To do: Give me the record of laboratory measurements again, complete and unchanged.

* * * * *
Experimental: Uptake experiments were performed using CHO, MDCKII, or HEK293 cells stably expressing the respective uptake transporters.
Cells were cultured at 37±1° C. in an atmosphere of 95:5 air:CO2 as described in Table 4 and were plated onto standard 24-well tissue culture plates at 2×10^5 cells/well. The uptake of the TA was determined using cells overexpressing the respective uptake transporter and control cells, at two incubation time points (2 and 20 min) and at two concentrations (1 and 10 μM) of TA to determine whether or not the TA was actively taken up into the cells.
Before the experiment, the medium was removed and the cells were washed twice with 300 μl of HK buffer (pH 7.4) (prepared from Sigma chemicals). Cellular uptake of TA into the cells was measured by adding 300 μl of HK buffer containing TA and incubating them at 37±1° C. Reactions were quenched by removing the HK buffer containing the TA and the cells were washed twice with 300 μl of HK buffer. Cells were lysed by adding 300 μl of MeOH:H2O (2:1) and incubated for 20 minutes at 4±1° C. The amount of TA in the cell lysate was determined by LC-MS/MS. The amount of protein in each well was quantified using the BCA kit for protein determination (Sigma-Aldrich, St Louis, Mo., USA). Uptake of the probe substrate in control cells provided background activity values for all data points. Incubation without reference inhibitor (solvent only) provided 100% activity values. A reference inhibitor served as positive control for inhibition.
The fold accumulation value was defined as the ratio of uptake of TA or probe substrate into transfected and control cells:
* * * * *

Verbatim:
Experimental: Uptake experiments were performed using CHO, MDCKII, or HEK293 cells stably expressing the respective uptake transporters.
Cells were cultured at 37±1° C. in an atmosphere of 95:5 air:CO2 as described in Table 4 and were plated onto standard 24-well tissue culture plates at 2×10^5 cells/well. The uptake of the TA was determined using cells overexpressing the respective uptake transporter and control cells, at two incubation time points (2 and 20 min) and at two concentrations (1 and 10 μM) of TA to determine whether or not the TA was actively taken up into the cells.
Before the experiment, the medium was removed and the cells were washed twice with 300 μl of HK buffer (pH 7.4) (prepared from Sigma chemicals). Cellular uptake of TA into the cells was measured by adding 300 μl of HK buffer containing TA and incubating them at 37±1° C. Reactions were quenched by removing the HK buffer containing the TA and the cells were washed twice with 300 μl of HK buffer. Cells were lysed by adding 300 μl of MeOH:H2O (2:1) and incubated for 20 minutes at 4±1° C. The amount of TA in the cell lysate was determined by LC-MS/MS. The amount of protein in each well was quantified using the BCA kit for protein determination (Sigma-Aldrich, St Louis, Mo., USA). Uptake of the probe substrate in control cells provided background activity values for all data points. Incubation without reference inhibitor (solvent only) provided 100% activity values. A reference inhibitor served as positive control for inhibition.
The fold accumulation value was defined as the ratio of uptake of TA or probe substrate into transfected and control cells: